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Nobody wants to get into a car accident. Not only are these incidents scary and confusing for everybody involved, but they can become incredibly costly. It is important for drivers and visitors in California to understand how the state handles auto insurance. Not all states deal with car insurance claims the same way in the aftermath of a vehicle accident. While every state has a requirement that drivers carry auto insurance, do you know whether or not California is a fault or no-fault state?
For the purposes of car insurance, California does not follow a no-fault system.
In a no-fault state, drivers are required to maintain insurance to cover losses that they suffer during a car accident. In the aftermath of an accident, drivers turn to their personal injury protection (PIP) to get coverage for the medical costs associated with their injuries. Drivers will not file a claim with the at-fault driver’s insurance carrier. This system is designed to cut down on the time that it takes for a person to receive the compensation they need for their injury expenses.
In some states that have a no-fault system, drivers may be able to file a lawsuit against the responsible party if the amount of damage is severe and rises above certain thresholds.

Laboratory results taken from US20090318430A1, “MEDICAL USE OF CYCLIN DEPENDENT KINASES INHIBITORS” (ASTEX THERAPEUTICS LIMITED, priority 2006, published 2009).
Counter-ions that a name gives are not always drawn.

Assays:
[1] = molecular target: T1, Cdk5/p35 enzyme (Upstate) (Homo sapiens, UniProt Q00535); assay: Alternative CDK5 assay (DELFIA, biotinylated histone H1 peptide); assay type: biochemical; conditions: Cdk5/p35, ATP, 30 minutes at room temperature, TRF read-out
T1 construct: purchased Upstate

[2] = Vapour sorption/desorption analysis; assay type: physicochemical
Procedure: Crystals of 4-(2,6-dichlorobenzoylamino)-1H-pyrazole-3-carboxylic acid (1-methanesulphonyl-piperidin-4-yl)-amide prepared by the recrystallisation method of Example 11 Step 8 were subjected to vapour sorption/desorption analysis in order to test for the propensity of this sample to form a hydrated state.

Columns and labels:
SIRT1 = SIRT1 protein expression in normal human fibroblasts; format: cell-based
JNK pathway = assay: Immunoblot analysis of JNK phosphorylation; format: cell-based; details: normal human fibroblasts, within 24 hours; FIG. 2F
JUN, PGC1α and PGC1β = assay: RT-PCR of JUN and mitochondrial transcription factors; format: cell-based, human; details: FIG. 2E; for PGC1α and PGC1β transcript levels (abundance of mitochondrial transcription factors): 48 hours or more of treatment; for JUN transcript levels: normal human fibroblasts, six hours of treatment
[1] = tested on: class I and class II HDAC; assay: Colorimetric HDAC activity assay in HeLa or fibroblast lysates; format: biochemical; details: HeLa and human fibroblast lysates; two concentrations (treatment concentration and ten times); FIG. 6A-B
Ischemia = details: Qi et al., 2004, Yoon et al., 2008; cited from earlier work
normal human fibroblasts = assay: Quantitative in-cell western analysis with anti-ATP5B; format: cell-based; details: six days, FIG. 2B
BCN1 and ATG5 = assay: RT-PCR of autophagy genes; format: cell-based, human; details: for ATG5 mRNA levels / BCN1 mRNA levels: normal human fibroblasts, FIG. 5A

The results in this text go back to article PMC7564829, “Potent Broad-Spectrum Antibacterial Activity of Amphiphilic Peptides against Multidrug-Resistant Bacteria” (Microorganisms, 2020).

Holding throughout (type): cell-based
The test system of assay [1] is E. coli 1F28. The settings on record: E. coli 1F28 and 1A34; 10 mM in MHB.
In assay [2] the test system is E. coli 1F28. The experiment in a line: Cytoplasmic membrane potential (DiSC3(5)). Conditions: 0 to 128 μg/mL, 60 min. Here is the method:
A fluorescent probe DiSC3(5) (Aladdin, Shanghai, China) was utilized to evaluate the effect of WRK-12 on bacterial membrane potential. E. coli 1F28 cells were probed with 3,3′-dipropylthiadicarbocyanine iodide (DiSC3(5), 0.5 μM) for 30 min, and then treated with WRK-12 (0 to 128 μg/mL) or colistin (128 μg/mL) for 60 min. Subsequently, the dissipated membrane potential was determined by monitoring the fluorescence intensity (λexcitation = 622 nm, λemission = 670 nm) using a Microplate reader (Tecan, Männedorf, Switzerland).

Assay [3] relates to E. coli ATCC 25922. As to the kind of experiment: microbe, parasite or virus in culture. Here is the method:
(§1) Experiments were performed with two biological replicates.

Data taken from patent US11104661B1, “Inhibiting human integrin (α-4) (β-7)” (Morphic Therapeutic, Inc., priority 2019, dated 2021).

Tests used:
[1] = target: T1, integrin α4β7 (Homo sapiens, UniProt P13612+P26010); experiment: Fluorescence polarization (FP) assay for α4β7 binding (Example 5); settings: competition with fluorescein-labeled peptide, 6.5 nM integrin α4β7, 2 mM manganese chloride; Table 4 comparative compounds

California, like most other states in the country, is considered a “fault” state (also known as a tort state). In a fault state, responsibility for coverage of injuries and property damage in the aftermath of a crash falls onto the at-fault driver. The person who caused the accident will be on the line for these expenses. For example, if you are struck by a driver who runs a red light, and you sustain injuries and property damage, you (or your insurance carrier) will file a claim against the at-fault driver’s insurance carrier in order to recover compensation for your expenses.
Every state is responsible for implementing the minimum required car insurance coverage for drivers. In California, all drivers are responsible for carrying the following:
Drivers in California are not required to carry uninsured or under-insured motorist coverage.
If a victim sustains a serious injury in a car accident, medical expenses could quickly rise above $15,000. However, the at-fault driver’s insurance carrier is only going to pay up to the policy limits. In a tort system, the injured party is allowed to file a personal injury lawsuit against the at-fault party to recover compensation above the minimum insurance payout.
In California, there is a “pure comparative negligence” system in place. This means that even if somebody is partially at fault for their own injuries, they can still recover compensation. In California, even if a person is 99% at fault for an accident that caused their injury, they could still recover damages. In a comparative negligence system, the amount of money that a person receives in damages will be reduced based on their percentage of fault for the incident. For example, if a person is awarded $10,000 in damages for their car accident injuries, but they are found to be 20% at fault for the incident, they would only receive $8,000 in total compensation.
If you or a loved one were injured in an auto accident and are seeking compensation, get in contact with an Orange County auto accident lawyer today.